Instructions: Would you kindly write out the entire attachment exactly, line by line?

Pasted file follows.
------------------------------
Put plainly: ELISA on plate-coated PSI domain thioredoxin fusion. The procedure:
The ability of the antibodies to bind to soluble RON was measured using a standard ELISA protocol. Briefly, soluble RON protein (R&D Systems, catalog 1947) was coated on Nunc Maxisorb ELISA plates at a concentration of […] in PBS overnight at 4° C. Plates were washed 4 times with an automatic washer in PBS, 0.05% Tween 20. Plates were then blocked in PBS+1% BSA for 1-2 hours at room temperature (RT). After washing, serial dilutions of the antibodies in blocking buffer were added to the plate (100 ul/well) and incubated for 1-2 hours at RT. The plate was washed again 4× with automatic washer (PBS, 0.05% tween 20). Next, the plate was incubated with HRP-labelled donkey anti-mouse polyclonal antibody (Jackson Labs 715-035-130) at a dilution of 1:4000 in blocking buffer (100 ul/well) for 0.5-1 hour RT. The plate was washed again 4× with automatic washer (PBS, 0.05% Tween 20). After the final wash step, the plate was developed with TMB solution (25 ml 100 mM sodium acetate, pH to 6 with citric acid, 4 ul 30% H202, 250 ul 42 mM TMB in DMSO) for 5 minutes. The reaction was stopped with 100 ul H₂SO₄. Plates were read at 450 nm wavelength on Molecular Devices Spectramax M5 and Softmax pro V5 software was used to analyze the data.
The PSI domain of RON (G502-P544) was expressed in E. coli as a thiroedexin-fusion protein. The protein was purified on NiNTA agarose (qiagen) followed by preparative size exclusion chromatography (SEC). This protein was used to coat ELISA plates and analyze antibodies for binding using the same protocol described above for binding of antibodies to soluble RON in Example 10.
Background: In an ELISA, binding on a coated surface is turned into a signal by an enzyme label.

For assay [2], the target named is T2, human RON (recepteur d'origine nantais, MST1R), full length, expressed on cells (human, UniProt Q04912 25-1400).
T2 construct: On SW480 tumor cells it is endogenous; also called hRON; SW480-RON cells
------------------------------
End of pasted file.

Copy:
Put plainly: ELISA on plate-coated PSI domain thioredoxin fusion. The procedure:
The ability of the antibodies to bind to soluble RON was measured using a standard ELISA protocol. Briefly, soluble RON protein (R&D Systems, catalog 1947) was coated on Nunc Maxisorb ELISA plates at a concentration of […] in PBS overnight at 4° C. Plates were washed 4 times with an automatic washer in PBS, 0.05% Tween 20. Plates were then blocked in PBS+1% BSA for 1-2 hours at room temperature (RT). After washing, serial dilutions of the antibodies in blocking buffer were added to the plate (100 ul/well) and incubated for 1-2 hours at RT. The plate was washed again 4× with automatic washer (PBS, 0.05% tween 20). Next, the plate was incubated with HRP-labelled donkey anti-mouse polyclonal antibody (Jackson Labs 715-035-130) at a dilution of 1:4000 in blocking buffer (100 ul/well) for 0.5-1 hour RT. The plate was washed again 4× with automatic washer (PBS, 0.05% Tween 20). After the final wash step, the plate was developed with TMB solution (25 ml 100 mM sodium acetate, pH to 6 with citric acid, 4 ul 30% H202, 250 ul 42 mM TMB in DMSO) for 5 minutes. The reaction was stopped with 100 ul H₂SO₄. Plates were read at 450 nm wavelength on Molecular Devices Spectramax M5 and Softmax pro V5 software was used to analyze the data.
The PSI domain of RON (G502-P544) was expressed in E. coli as a thiroedexin-fusion protein. The protein was purified on NiNTA agarose (qiagen) followed by preparative size exclusion chromatography (SEC). This protein was used to coat ELISA plates and analyze antibodies for binding using the same protocol described above for binding of antibodies to soluble RON in Example 10.
Background: In an ELISA, binding on a coated surface is turned into a signal by an enzyme label.

For assay [2], the target named is T2, human RON (recepteur d'origine nantais, MST1R), full length, expressed on cells (human, UniProt Q04912 25-1400).
T2 construct: On SW480 tumor cells it is endogenous; also called hRON; SW480-RON cells